Letter from the CCCB to the Prime Minister, Jean Chrétien, about Doctor-Assisted Suicide for the Terminally Ill

Thursday, October 10 1996

The Right Honourable Jean Chrétien
Prime Minister
Government of Canada
Ottawa, ON
K1A 0A6

Dear Prime Minister,

We were deeply disturbed to hear that the Liberal Party of Canada has adopted as official policy doctor-assisted suicide for the terminally ill.

As pastoral leaders of a Church that has made a significant contribution to health care in this country and is committed to social justice, we reiterate our opposition to any legislative changes that would open the door to assisted suicide or euthanasia. We are opposed as a matter of principle because of the basic tenets of our Christian faith which recognize the intrinsic and relational value of human life and the importance of our life together in community.

The policy adopted at your recent convention assumes that if enough affidavits are required in just the right words and enough lawyers and doctors involved that the interests of the vulnerable will be safeguarded. But even the most conservative interpretation of The Netherlands experience has shown that abuses cannot be prevented by regulation.

Other consequences of legitimating assisted suicide that concern us are:

  • The diminishment of respect for human life and the erosion of the trust essential to any society that human life will be protected.
  • The pressure that those who are frail, poor or elderly will feel or be subject to, especially in a time of decreasing resources.
  • The undermining of the trust between the doctor and patient.
  • The inevitable extension of the law beyond the terminally ill to those who are suffering for other reasons or are considered “unwanted” or “burdensome”.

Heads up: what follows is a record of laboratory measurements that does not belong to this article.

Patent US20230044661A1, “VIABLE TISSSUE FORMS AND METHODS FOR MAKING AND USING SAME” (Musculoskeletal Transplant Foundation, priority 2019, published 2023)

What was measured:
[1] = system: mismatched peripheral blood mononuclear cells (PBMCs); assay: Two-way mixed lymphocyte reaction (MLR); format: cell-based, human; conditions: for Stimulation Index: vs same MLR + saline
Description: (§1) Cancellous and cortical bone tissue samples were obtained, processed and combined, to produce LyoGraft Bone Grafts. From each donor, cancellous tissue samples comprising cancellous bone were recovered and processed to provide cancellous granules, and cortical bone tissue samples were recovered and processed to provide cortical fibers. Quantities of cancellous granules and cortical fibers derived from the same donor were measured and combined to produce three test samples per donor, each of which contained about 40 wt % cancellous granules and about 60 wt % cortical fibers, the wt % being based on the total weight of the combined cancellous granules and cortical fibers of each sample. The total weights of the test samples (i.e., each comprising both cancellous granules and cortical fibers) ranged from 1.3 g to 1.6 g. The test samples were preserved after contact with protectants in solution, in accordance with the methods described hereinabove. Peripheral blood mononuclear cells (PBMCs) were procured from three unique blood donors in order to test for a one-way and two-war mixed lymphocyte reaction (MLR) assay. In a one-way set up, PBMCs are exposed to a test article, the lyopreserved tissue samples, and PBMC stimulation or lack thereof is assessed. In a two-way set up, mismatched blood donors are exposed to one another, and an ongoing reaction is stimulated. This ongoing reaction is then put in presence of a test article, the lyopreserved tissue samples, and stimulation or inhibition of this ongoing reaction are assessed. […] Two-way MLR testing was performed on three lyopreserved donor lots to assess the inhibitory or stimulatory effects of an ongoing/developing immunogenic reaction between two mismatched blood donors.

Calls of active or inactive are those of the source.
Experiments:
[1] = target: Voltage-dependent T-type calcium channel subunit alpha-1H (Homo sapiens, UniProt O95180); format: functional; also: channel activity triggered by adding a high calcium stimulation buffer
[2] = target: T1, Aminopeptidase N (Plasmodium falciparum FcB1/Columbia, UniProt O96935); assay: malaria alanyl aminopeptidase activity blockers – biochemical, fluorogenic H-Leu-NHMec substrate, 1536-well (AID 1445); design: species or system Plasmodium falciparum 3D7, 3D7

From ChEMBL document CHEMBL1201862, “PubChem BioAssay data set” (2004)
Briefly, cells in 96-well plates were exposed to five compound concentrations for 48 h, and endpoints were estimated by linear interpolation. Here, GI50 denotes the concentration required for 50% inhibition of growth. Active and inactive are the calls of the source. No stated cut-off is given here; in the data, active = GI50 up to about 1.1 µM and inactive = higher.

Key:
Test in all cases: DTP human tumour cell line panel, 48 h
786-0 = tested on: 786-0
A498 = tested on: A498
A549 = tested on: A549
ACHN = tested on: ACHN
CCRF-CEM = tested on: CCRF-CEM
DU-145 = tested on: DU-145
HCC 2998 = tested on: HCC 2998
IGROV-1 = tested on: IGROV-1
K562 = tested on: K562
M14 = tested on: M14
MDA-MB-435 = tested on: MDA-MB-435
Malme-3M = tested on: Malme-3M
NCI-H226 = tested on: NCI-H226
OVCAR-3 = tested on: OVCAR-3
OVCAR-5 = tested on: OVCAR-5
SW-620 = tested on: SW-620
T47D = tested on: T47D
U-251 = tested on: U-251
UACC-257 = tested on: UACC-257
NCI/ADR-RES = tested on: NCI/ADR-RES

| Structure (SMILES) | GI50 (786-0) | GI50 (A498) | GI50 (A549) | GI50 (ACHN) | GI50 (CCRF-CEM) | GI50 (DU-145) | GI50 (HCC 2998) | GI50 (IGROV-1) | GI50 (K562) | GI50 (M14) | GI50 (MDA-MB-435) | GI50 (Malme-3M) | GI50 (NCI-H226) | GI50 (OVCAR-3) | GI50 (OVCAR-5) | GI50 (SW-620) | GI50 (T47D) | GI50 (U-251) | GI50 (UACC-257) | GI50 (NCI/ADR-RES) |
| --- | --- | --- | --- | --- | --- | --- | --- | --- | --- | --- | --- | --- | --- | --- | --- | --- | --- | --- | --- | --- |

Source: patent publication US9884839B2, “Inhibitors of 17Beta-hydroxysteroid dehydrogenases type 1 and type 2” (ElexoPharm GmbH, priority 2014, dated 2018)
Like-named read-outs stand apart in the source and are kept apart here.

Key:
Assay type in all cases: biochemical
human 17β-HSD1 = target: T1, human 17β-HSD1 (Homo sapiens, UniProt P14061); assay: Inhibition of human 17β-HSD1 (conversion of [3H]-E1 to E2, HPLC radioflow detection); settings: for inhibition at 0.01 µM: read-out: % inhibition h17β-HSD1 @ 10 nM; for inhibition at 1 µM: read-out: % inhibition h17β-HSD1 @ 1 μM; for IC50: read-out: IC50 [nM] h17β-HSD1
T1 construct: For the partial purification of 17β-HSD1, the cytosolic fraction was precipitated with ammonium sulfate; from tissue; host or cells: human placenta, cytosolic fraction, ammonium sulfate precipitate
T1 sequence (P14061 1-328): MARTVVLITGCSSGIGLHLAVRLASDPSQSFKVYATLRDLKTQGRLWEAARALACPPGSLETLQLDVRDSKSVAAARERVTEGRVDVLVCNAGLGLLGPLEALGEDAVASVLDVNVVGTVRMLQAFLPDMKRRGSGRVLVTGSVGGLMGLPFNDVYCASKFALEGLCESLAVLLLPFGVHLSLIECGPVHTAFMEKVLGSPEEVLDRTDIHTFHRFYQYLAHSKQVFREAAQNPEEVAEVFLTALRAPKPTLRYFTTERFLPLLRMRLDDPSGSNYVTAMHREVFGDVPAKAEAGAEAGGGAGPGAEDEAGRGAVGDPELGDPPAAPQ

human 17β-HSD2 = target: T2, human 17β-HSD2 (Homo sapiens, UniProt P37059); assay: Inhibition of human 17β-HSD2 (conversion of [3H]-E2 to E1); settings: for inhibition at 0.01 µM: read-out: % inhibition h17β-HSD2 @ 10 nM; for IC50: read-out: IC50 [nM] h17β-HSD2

This new policy of the Liberal Party is all the more surprising, given that the first recommendation made by the Senate Committee on Euthanasia and Assisted Suicide was that governments make palliative care programs a top priority in the restructuring of the health care system.

Palliative care responds to the most profound physical, social, emotional and spiritual human needs. It is a wonderful way of affirming the life and dignity of the person who is dying. The Canadian Conference of Catholic Bishops renews its request that governments and health care professionals support the Committee’s recommendation by providing more education, funding, and facilities for palliative care.

While we assume that the people who supported this policy at the convention are sincerely attempting to respond to compelling individual cases, these cases cannot be the only basis for public policy that has such broad implications. Suffering in all its forms, be it physical, emotional or spiritual, challenges the very core of human life and society as a whole. Can we not respond in more compassionate and caring ways than ending the life of the patient?

We note from media reports that you have indicated that this new policy is not a priority for your Government. While we are encouraged by that report, we will be watching very carefully to see what develops because of our profound apprehension about the impact of this policy on individual life, personal and social relationships and the ethical sensibility of our society.

Yours sincerely,

† Francis J. Spence
Archbishop of Kingston
President of the Canadian
Conference of Catholic Bishops

c.c. The Honourable Allan Rock, Minister of Justice
Senator Dan Hays, President of the Liberal Party